I’ve always loved the story of Jonah. From a young age, it was one of the first stories of the Bible that I remember as a young child. It’s easy to remember the story and teach it to young children. Here is my remembrance as a child. God asks Jonah to do something, but he didn’t want to. God get’s mad and sends a whale to swallow Jonah. Jonah spends time in the belly of the whale and says he’s sorry. God hears his prayers and the whale spits him out….The End.
But there is so much more to the story than that and it wasn’t until a few years ago when I used Jonah as the subject of a talk about the men of the Bible for a small study group I was in at the time, that I realized the wealth of wisdom that comes from that book. I happened to be flipping through the Bible this morning and stumbled upon the very end of the book of Jonah and realized that I didn’t remember how the book ended. So I read through Chapter 4.
God had asked Jonah to go to Nineveh and deliver a message of judgement on them. After the whole large fish incident, Jonah eventually makes it to Nineveh and delivers God’s message that the city will be destroyed in 40 days. But amazingly the people of Nineveh, even too the king, repented. God saw this and had mercy on them and did not carry out his judgement. This is where I picked up the story.
Jonah becomes angry with God
Jonah says to the Lord;
Didn’t I say before I left home that you would do this, Lord? That is why I ran away to Tarshish! I knew that you were a gracious and compassionate God, slow to get angry and filled with unfailing love. I knew how easily you could cancel your plans for destroying these people. -Jonah 4:2
The the Lord replies:
Is it right for you to be angry about this? -Jonah 4:4
I find that truly interesting. Jonah knew that God was merciful and loved these people and would cancel the destruction of this city if only they would repent. That made Jonah angry, because he saw the evil that these people were doing and he wanted judgement.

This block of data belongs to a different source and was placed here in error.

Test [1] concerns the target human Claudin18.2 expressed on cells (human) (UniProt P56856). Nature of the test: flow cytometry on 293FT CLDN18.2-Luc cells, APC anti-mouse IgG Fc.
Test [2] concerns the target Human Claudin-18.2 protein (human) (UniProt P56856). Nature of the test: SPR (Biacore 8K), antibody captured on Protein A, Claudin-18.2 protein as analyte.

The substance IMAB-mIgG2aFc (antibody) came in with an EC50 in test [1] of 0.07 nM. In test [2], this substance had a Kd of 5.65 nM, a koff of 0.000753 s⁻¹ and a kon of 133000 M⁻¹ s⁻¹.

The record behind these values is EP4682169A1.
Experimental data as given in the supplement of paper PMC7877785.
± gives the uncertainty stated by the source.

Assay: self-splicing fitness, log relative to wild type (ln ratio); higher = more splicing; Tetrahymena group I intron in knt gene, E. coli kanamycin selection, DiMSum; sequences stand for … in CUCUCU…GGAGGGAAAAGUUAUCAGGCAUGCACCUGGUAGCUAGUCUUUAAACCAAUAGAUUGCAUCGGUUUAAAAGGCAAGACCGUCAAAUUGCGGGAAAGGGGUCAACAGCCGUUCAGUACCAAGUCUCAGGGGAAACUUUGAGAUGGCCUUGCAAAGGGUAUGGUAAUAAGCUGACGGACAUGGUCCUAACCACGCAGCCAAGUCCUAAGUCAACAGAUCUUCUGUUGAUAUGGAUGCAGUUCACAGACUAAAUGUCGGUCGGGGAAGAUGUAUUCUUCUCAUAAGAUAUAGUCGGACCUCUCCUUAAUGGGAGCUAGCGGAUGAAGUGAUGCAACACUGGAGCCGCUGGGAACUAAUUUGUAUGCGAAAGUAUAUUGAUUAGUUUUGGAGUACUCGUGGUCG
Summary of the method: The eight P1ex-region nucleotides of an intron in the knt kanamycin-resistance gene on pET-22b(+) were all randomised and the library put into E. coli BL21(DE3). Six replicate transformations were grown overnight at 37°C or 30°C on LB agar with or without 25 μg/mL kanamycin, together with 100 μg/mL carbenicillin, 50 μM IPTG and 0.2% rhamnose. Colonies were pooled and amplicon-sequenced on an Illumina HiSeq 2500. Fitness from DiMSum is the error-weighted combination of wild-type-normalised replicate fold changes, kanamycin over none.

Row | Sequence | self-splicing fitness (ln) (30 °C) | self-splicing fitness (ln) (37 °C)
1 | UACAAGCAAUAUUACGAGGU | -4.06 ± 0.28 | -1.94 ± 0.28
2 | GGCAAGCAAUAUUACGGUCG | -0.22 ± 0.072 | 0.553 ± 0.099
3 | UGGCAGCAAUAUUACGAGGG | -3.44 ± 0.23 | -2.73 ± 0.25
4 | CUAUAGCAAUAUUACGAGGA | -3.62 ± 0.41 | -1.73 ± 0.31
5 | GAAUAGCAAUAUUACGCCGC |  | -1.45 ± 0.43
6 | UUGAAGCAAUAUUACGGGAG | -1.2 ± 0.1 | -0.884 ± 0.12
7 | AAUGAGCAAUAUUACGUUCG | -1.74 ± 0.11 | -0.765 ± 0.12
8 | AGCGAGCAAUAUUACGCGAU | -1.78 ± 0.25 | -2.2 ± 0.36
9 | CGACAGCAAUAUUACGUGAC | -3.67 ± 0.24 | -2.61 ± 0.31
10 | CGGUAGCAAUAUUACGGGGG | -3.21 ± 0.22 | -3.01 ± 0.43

And perhaps even more importantly, Jonah had quickly forgotten God’s own mercy for him when he was inside the fish.
Another key point that we sometimes miss comes to us in Jonah 4:3
Just kill me now, Lord! I’d rather be dead than alive because nothing I predicted is going to happen. Jonah 4:3
Why does he say that? Well remember Jonah was a prophet. He just went into a large city and proclaimed that in 40 days the city would be destroyed. What would happen to his reputation if that didn’t come true? If God had mercy on Nineveh, that would make Jonah’s prophecies untrue. Not something you want to have happen if you are a prophet…you usually want your prophecies to come true.
What does that tell us about Jonah (or about us)? Jonah was putting his own glory ahead of Gods. Having mercy on the people of Nineveh gave all the glory to God. Jonah, I think was feeling he would be embarrassed and discredited by that and that was his primary concern.
When we see people doing evil, and we’ve seen a lot of it in our times, we are quick to ask for judgement on them. And God will shower his judgement on people, just look at Sodom and Gomorrah. But God is a loving, merciful God who wants to show his mercy. Showing his mercy gives God greater glory than sending his judgement. Yes the judgement shows his almighty power. But showing his mercy and grace shows that he is a truly a just and loving God, one who can forgive us, even though we deserve every punishment sent our way.
My takeaway from this: To thank God and remember that God desires that all come to him, trust in him and be saved. God feels compassion for the sinners we want judged and he has a plan to bring them to himself. We may be part of that plan, as was Jonah. I’m going to try and become more open to God’s plan and less quick to cry for judgement.